It is probably not fair for me to make comments about using audiobooks to read. I don’t do it, but I can see for the genres that are most popular, listening can make as much sense as reading. I did enjoy listening to a James Patterson audiobook with others in the car over 500 miles of basically the same scenery.

I do wonder about the feeling that we have to fill every second with some form of input. Are we so afraid to be left alone with our own thoughts? I wonder if we go through life thinking that many of the things we do aren’t worth our full attention, including our books. We think they are insufficiently productive unless accompanied by some other activity (which we also are judging insufficiently productive in and of itself).

The ubiquity of our digital devices tempts us to this. I couldn’t even sit through the intermission of Phantom when it was in town without pulling out my phone, answering a few emails, approving an expense report, and checking Twitter. And here I was sitting in this gorgeous old theater having just enjoyed some glorious music performed magnificently. I wonder if I were to get into audiobooks whether this will tempt me even further to surrender life in the real world to a digital one.

Mostly, I find myself wondering about this phenomenon and whether this represents a temporary fad (e-books spiked and then faded) or whether this is something different. I suspect like many things, it is double-edged, with upsides and downsides. As you can tell, I really have little experience with this stuff. I’d love to know what others think who listen to their books.

Reading Aloud

I’ve written much about John Henry Newman’s The Idea of a University of late, perhaps because it is such heavy wading but also has some interesting ideas for those of us who spend time around universities. For this post, on a Sunday afternoon, I thought I’d focus on an unusual experience in trying to read him, and that was that I found my comprehension of Newman increased when I read him aloud. In fact, I found that his long sentences with numerous subordinate clauses actually made more sense when I read them as he might have spoken them–this book is the text of his lectures. At least one question this prompts for me is whether one ought do this with other forms of writing that are meant for oral presentation–sermons, poems, political discourse and more? (Provided you find a private context where you will not be thought a little nutty!)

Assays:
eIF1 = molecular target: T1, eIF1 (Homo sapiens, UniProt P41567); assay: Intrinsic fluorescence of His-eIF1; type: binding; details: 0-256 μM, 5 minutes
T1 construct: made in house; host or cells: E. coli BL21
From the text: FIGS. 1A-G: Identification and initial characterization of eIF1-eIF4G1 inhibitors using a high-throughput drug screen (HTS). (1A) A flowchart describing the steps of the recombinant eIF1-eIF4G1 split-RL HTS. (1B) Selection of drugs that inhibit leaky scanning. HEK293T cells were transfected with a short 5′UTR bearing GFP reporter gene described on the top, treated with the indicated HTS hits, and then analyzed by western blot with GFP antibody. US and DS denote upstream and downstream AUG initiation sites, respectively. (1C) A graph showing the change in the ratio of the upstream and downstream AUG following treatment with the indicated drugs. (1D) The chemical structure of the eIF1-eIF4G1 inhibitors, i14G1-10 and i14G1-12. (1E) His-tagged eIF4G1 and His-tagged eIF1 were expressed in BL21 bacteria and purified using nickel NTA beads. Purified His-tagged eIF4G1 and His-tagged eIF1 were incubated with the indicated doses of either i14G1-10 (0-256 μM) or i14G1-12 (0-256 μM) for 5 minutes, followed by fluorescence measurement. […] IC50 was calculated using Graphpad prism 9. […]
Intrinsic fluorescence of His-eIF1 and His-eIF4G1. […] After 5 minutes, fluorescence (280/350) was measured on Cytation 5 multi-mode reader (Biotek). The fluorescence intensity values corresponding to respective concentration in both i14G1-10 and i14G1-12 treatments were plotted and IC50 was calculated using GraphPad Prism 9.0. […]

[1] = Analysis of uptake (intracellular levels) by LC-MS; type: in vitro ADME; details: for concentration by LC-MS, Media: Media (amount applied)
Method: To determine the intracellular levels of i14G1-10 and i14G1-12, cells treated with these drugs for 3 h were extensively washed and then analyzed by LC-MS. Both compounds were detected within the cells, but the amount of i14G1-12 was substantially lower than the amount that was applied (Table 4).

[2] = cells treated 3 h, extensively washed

In the past, I’ve thought of reading aloud as primarily something I did when my son was young, something my wife and I do occasionally on long trips, or something done on audiobooks–which I have rarely listened to. I do have wonderful memories of books read aloud, particularly ones where it seems the author wrote with the view of his or her work being read aloud.  I think here of Tolkien, particularly some of his songs and poems, or Jane Yolen’s Owl Moon, one of our favorite children’s stories, or the marvelous Winnie the Pooh stories that I was introduced to at InterVarsity’s Cedar Campus retreat center by Keith Hunt, its first director. “Pooh readings” were a tradition for many of our ‘camps’–as much loved by students and adults as the little children among us!

What are your experiences of reading aloud?  Do you have books you would especially recommend that are good to read aloud?  And do you ever read aloud to yourself?